I remember in the early years of trying to merge our two fighting styles that my husband and I had an argument. I was quick-tempered but equally fast to see my error and apologize. (I sometimes still struggle with quick anger.) However, in that beginning argument, when I asked for forgiveness, he would not give it. He needed time.
A day later, when he was ready to discuss and make up, I wasn’t interested. I wanted a turn with the power imbalance. I wanted him to hurt, or grovel, before I bestowed forgiveness.
I realized, though, that withholding meant we might just take turns refusing to forgive. That’s the loading dock to the never speaking again express train. So, I told him I needed him to always forgive me immediately, whether or not he felt it. And that I would do the same. We could say “I forgive you, but I need space to not feel hurt/angry, and we’ll talk later.” Basically, we don’t have a choice to forgive when the other comes in humility and asks for forgiveness. Over the last 28 years, we have fostered an environment of “quick to forgive,” so it makes it easy to be humble.
I thought about this recently when I heard a story of a pastor who sinned sexually. For reference, it was two unmarried people from different churches. There was no power dynamic or betrayed spouses. He came before the elders and confessed, then went before the church to apologize. The goal was to simply confess that he’d sinned in direct contrast to his teaching, and was sorry. The lead pastor publicly removed him from his position. After a year, they publicly restored him to his position. Also for reference, it was not a purity culture situation. He was preaching about sexual purity while sinning.
The intriguing part of the story for me was that he was careful, under the direction of the head pastor, to not ask for forgiveness. The man said, “I’m sorry,” but not “Will you forgive me?” Requesting forgiveness put the onus on the congregation and the head pastor didn’t want any requirements placed on the offended. He wanted them to be given space to grieve. He also wanted forgiveness to be genuine, rather than obligated or demanded. So it needed to be generated organically.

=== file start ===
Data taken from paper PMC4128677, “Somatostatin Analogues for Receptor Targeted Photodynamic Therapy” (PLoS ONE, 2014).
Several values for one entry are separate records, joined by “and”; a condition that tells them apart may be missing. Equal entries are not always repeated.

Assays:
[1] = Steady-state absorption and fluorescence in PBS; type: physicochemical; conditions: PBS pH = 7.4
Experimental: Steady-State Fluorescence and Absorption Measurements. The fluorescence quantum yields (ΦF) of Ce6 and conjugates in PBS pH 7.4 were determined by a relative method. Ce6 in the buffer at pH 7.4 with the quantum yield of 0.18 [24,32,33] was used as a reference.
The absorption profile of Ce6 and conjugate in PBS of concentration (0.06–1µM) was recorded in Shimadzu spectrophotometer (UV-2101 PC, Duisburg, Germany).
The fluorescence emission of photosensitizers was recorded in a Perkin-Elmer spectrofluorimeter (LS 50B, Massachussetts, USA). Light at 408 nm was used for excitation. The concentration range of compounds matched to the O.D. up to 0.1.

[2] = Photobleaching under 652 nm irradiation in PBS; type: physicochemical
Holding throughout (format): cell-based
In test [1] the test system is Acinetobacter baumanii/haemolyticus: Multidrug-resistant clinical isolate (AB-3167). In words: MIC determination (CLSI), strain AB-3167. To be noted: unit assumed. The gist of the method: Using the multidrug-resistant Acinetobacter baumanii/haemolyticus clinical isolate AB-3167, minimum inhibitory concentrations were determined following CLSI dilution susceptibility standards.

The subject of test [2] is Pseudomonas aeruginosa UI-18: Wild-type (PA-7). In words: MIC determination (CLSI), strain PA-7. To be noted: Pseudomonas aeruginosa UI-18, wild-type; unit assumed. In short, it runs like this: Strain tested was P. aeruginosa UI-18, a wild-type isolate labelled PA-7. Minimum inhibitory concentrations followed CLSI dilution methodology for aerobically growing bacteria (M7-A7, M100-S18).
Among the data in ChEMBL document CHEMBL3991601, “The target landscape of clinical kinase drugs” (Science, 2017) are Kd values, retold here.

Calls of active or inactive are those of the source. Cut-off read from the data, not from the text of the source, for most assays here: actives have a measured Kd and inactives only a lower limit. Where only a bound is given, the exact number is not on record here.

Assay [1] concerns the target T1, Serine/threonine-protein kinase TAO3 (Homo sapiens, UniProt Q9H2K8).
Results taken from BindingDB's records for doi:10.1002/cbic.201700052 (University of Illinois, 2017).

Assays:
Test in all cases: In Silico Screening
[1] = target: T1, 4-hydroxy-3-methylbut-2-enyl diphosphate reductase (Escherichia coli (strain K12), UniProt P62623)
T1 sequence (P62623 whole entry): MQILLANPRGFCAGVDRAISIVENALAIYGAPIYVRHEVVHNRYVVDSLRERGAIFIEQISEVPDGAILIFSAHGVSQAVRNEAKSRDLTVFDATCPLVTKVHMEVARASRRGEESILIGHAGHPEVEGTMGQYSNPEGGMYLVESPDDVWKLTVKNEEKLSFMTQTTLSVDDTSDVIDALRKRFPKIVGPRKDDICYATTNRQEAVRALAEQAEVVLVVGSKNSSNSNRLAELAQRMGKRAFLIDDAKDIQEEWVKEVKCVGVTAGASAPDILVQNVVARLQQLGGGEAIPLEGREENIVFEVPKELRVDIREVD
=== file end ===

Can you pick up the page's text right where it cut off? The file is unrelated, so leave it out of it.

I once heard a man growl intimidatingly to his wife in public, “I said I was sorry!” I’m not sure what benefit that gave him, unless his wife was unrelenting in mentioning something and he was demanding that she drop it. Someone can request or even command you to forgive them. But the story about the pastor compelled me to see forgiveness freely offered as a special kind of sincere.
I think we just like to hear “Will you forgive me?” as a sign that the other person is sorry. But actually, if someone is sorry, they say it. And genuine repentance comes with change.
I think we like to say, “Will you forgive me?” to smooth things over without placing ourselves in a position to be too vulnerable. The other person has to take action when you ask. Saying you are sorry is saying that you are wrong and helpless. You could remain unabsolved.
I don’t think this will change anything in my marriage, because, like I said, we have a good culture of humility and forgiveness. But it has me thinking. Plus, I have lots of other relationships where I still need forgiveness.
Refusing to forgive
If someone won’t forgive you after you have repented, there may not be other options save self-flogging in front of them. In this case, you must find absolution in God alone. They have their own journey. Rather than hardening for self-defense, use it as an opportunity to deepen the intensity of your burden on God—to stand redeemed before him only. And for your own benefit, remember that there is behavioral change and there is heart-change. If you are truly sorry, you don’t just stop doing something, you (try to) give God access to how you feel about it. He is faithful to not only forgive, but to cleanse us, and that occurs in both the heart and in the actions.
Forgive and remember
God metaphorically or literally throws our sin into inaccessible depths in the ocean. (My husband once commented that this might be why there will no longer be a “sea” in heaven.) It isn’t easy for us to cast pain out of reach. It might be a blessing if we could, but maybe it isn’t necessary to get to a place where the wrong is completely forgotten. I think you can remember and forgive indefinitely. One thing to know, forgiveness is not giving someone permission to repeat the offense. Leslie Vernick writes in The Emotionally Destructive Relationship,
“But allowing someone to continually sin against us isn’t biblical love, it’s foolishness. It’s never in anyone’s long-term best interest to allow them to keep sinning.”
Think of severing a relationship as cutting off a limb to stop gangrene from spreading. You might need to separate yourself from someone who merely feels or expresses regret but does not change in heart and behavior.
Maybe it isn’t necessary to remove the person from your life, but you still need to enforce boundaries and prevent continued abuse. If you have this as a dynamic ingrained in a relationship, it can be one of the hardest things to remain in fellowship and stop the pattern. You’ll need the kind of forgiveness that remembers and is willing to let them go.
If you end the relationship and don’t forgive, you alone suffer, and it hinders your relationship with God.
And if you keep the relationship but don’t forgive, how can it be authentic?